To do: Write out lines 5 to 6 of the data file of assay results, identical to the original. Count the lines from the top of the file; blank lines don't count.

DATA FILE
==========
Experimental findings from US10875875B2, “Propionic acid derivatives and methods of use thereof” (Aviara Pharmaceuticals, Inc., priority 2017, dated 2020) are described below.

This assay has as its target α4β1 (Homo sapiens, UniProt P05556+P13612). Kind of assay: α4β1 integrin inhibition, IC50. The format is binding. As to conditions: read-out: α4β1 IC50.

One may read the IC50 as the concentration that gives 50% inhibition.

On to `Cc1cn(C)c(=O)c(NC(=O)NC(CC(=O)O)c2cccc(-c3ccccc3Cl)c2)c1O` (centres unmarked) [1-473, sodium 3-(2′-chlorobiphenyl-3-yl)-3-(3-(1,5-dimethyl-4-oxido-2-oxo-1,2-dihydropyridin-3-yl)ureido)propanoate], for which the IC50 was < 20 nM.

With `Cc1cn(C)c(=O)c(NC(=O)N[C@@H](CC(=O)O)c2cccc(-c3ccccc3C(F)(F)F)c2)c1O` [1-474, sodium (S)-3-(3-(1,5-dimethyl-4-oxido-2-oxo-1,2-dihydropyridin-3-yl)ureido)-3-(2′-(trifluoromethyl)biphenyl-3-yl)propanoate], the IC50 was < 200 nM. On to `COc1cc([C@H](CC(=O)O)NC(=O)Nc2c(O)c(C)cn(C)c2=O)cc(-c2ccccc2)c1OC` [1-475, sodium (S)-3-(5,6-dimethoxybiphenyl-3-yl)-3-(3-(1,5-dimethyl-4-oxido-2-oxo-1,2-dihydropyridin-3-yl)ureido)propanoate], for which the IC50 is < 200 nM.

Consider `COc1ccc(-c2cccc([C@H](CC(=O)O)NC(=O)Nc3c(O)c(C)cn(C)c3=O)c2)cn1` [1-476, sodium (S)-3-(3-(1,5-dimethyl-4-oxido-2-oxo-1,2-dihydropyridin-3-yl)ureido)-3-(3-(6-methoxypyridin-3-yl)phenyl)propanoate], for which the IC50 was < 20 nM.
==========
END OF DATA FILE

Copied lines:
With `Cc1cn(C)c(=O)c(NC(=O)N[C@@H](CC(=O)O)c2cccc(-c3ccccc3C(F)(F)F)c2)c1O` [1-474, sodium (S)-3-(3-(1,5-dimethyl-4-oxido-2-oxo-1,2-dihydropyridin-3-yl)ureido)-3-(2′-(trifluoromethyl)biphenyl-3-yl)propanoate], the IC50 was < 200 nM. On to `COc1cc([C@H](CC(=O)O)NC(=O)Nc2c(O)c(C)cn(C)c2=O)cc(-c2ccccc2)c1OC` [1-475, sodium (S)-3-(5,6-dimethoxybiphenyl-3-yl)-3-(3-(1,5-dimethyl-4-oxido-2-oxo-1,2-dihydropyridin-3-yl)ureido)propanoate], for which the IC50 is < 200 nM.

Consider `COc1ccc(-c2cccc([C@H](CC(=O)O)NC(=O)Nc3c(O)c(C)cn(C)c3=O)c2)cn1` [1-476, sodium (S)-3-(3-(1,5-dimethyl-4-oxido-2-oxo-1,2-dihydropyridin-3-yl)ureido)-3-(3-(6-methoxypyridin-3-yl)phenyl)propanoate], for which the IC50 was < 20 nM.